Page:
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Death of George Floyd, trial of Derek Chauvin: Timeline of key events

Protest poster with George Floyd's image
A protest poster featuring an image of George Floyd is displayed during a demonstration in Minneapolis on May 27, 2020.
(Christine T. Nguyen / Minnesota Public Radio)

George Floyd’s death in police custody in Minneapolis on May 25, 2020, touched off a nationwide reckoning on race and led to the trial of ex-officer Derek Chauvin. Here’s a timeline of key events:

May 25, 2020: Minneapolis police officers respond to a call shortly after 8 p.m. about a possible counterfeit $20 bill being used at a corner grocery and encounter a Black man, later identified as Floyd, who struggles and ends up handcuffed and facedown on the ground. Chauvin uses his knee to pin Floyd’s neck for about nine minutes while bystanders shout at him to stop. Bystander video shows Floyd crying, “I can’t breathe,” multiple times before going limp. He’s pronounced dead at a hospital.

May 26: Police issue a statement saying that Floyd died after a “medical incident” and that he physically resisted and appeared to be in medical distress. Minutes later, bystander video is posted online. Police release another statement saying the FBI will help investigate. Chauvin and three other officers — Thomas Lane, J. Kueng and Tou Thao — are fired. Protests begin.

May 27: Minneapolis Mayor Jacob Frey calls for criminal charges against Chauvin. Protests lead to unrest in Minneapolis, with some people burglarizing and starting fires. Protests spread to other cities.

May 28: Minnesota Gov. Tim Walz activates the Minnesota National Guard. Police abandon the 3rd Precinct station as protesters overtake it and set it on fire.

May 29: Chauvin is arrested and charged with third-degree murder and manslaughter. Then-President Trump tweets about “thugs” in Minneapolis protests and warns: “When the looting starts, the shooting starts.” Protests turn violent again in Minneapolis and elsewhere.

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It’s a club no one wants to join. These Black families have lost loved ones to police brutality. The Chauvin trial could bring justice.

May 30: Trump tries to walk back his tweet. Protests continue nationwide, and some turn violent.

May 31: Walz says state Atty. Gen. Keith Ellison will lead prosecutions in Floyd’s death. The nationwide protests continue.

June 1: The county medical examiner finds that Floyd’s heart stopped as police restrained him and compressed his neck, noting that Floyd had underlying health issues and listing fentanyl and methamphetamine use as “other significant conditions.”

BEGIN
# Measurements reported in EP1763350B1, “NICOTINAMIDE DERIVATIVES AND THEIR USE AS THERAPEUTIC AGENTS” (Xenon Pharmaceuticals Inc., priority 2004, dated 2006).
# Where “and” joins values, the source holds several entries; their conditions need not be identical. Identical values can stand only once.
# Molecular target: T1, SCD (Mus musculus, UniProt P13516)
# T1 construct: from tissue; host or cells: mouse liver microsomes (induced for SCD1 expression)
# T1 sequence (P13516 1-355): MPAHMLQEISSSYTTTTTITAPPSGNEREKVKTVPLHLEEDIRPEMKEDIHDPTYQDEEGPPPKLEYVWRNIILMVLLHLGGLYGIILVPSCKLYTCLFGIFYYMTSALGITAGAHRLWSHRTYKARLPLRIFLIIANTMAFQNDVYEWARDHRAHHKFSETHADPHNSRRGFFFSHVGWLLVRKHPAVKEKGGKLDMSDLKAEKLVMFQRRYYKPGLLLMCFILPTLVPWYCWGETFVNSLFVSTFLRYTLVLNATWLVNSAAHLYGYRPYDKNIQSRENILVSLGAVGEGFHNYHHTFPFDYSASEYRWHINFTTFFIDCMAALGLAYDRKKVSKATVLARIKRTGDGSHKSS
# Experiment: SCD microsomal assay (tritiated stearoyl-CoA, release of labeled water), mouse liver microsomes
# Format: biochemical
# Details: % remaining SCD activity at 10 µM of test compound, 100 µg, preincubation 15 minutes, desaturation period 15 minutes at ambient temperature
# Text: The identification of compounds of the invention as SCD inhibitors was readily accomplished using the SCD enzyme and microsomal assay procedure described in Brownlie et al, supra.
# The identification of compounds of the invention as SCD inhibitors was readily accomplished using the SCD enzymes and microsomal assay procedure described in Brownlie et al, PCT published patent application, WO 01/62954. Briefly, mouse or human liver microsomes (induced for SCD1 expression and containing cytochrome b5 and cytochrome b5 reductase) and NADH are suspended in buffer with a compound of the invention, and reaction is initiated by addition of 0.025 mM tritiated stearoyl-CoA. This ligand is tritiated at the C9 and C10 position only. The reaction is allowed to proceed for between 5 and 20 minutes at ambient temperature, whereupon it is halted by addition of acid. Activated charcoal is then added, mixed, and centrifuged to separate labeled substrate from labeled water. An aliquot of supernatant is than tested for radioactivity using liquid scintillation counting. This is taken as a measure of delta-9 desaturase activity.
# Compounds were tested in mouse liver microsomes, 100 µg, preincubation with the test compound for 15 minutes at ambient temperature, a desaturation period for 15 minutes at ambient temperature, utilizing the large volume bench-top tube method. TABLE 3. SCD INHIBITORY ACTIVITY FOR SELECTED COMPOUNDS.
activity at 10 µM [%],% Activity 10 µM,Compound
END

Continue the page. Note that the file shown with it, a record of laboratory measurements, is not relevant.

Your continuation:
June 2: Minnesota’s Department of Human Rights launches a civil rights investigation into the Minneapolis Police Department.

June 3: Ellison files a tougher second-degree murder charge against Chauvin and charges the other three officers who were involved in Floyd’s arrest.

June 4: A funeral service for Floyd is held in Minneapolis.

June 5: Minneapolis bans chokeholds by police, the first of many changes to be announced in coming months, including an overhaul of the police department’s use-of-force policy.

U.S. protests over George Floyd’s death have galvanized movements against racism, police brutality and inequalities in other liberal democracies.

June 6: Massive, peaceful protests happen nationwide to demand police reform. Services are held for Floyd in Raeford, N.C., near his birthplace.

June 7: A majority of Minneapolis City Council members say they support dismantling the police department. The idea later stalls but sparks a national debate over police reform.

June 8: Thousands pay their respects to Floyd in Houston, where he grew up. He’s buried the next day.

June 10: Floyd’s brother testifies before the House Judiciary Committee for police accountability.

June 16: Trump signs an executive order to encourage better police practices and establish a database to track officers with excessive use-of-force complaints.

July 15: Floyd’s family sues Minneapolis and the four former officers.

With Melina Abdullah and Patrisse Cullors playing key roles, Black Lives Matter has transformed from a small but passionate movement into a cultural and political phenomenon.

July 21: The Minnesota Legislature passes a broad slate of police accountability measures that include bans on neck restraints, chokeholds and so-called warrior-style training.

Oct. 7: Chauvin posts $1-million bond and is released from state prison, sparking more protests.

Nov. 5: Hennepin County Judge Peter Cahill rejects defense requests to move the officers’ trials.

Jan. 12, 2021: Cahill rules Chauvin will be tried alone because of courtroom capacity issues. The other officers will be tried in August.

Feb. 12: City leaders say George Floyd Square, the intersection blocked by barricades since Floyd’s death, will reopen to traffic after Chauvin’s trial.

March 9 : The first potential jurors are questioned for Chauvin’s trial after a day’s delay for pretrial motions.

March 12: Minneapolis agrees to pay $27-million settlement to Floyd family.

March 19: Judge declines to delay or move the trial over concerns that the settlement could taint the jury pool.

March 23: Jury selection completed with 12 jurors and three alternates.

March 29: Opening statements are given.

April 11: Daunte Wright, a 20-year-old Black man, is fatally shot by a white police officer during a traffic stop in Brooklyn Center, a suburb of Minneapolis, sparking successive days of protest.

April 12: Judge declines request to sequester Chauvin jury because of Wright shooting.

Thursday: Testimony ends.

Monday: Closing arguments begin.


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